With two key players missing from the lineup in the first road series since the end of November, the Wisconsin men’s hockey team faced an imposing task when it traveled to Michigan over the weekend to take on the 12th-ranked Wolverines.
After sweeping the first series between the two squads, No. 9 Wisconsin (14-8-2 overall, 5-4-1-0 Big Ten) dropped Friday’s game 3-1 but salvaged a 2-2 tie Saturday night to earn one point in the Big Ten standings.
Although the Badgers only came away with one of the six possible points in the weekend against the Wolverines (13-6-3, 5-2-1-1), Wisconsin head coach Mike Eaves remained optimistic under the circumstances.
“We’ll take the one point, put it in our hip pocket and go home,” Eaves said after Saturday’s tie.
“In some ways it was a moral point for us, being a little shorthanded and finding a way to give ourselves a chance to get ourselves more than one point but getting one point—the guys rose to the occasion today.”
In the series, Wisconsin was tasked with playing without two of its top-four goal scorers in Nic Kerdiles and Tyler Barnes. Kerdiles, who is fourth on the team with eight goals on the season, has now missed the last three series after sustaining a shoulder injury in the Jan. 4 game against Alaska Anchorage. Meanwhile, Barnes sat out this weekend, making the games only the second and third he has missed in his career after he injured his shoulder in the late moments of the Jan. 25 loss to Ohio State at the Kohl Center.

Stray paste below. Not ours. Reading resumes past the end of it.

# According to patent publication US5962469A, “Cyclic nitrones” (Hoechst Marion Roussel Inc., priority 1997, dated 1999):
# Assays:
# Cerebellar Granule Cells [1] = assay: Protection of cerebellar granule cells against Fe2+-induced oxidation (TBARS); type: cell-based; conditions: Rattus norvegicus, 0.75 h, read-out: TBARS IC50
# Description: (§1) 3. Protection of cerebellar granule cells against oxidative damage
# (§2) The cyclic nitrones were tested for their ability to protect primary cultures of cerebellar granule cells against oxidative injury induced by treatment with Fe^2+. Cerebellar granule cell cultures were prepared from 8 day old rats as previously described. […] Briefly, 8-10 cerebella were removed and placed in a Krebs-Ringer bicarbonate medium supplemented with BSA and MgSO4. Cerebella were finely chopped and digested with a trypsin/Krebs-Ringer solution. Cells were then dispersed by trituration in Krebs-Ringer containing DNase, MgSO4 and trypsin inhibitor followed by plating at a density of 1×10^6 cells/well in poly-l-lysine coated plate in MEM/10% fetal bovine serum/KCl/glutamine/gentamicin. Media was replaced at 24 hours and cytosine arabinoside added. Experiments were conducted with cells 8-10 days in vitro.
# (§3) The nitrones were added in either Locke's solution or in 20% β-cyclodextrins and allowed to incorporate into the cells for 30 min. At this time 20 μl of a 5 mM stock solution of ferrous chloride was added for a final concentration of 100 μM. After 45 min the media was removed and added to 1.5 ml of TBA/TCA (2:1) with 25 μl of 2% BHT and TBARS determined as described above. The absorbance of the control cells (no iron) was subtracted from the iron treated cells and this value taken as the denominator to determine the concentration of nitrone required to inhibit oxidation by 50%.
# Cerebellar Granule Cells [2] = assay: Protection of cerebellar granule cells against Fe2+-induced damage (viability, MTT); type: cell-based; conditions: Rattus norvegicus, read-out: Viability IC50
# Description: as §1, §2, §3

Without two of the key offensive pieces, Wisconsin struggled to put the puck in the back of the net throughout the course of the two games, scoring only three goals.
But despite a lack of offensive production, the Badgers fought toe-to-toe with the Wolverines in the 2-2 tie Saturday night that eventually ended in Wisconsin’s first shootout of Big Ten play.
Following a scoreless first period of play, Wisconsin struck first on a highlight reel goal from senior winger Michael Mersch 1 minute, 2 seconds into the second stanza. After working the puck free along the right half boards, defenseman Joe Faust fed Mersch on the right goal line near the goal mouth. Mersch proceeded to play a no-look, behind-the-back pass to himself between the legs of Michigan defenseman Kevin Clare, which he then slid past Michigan goaltender Zach Nagelvoort (25 saves).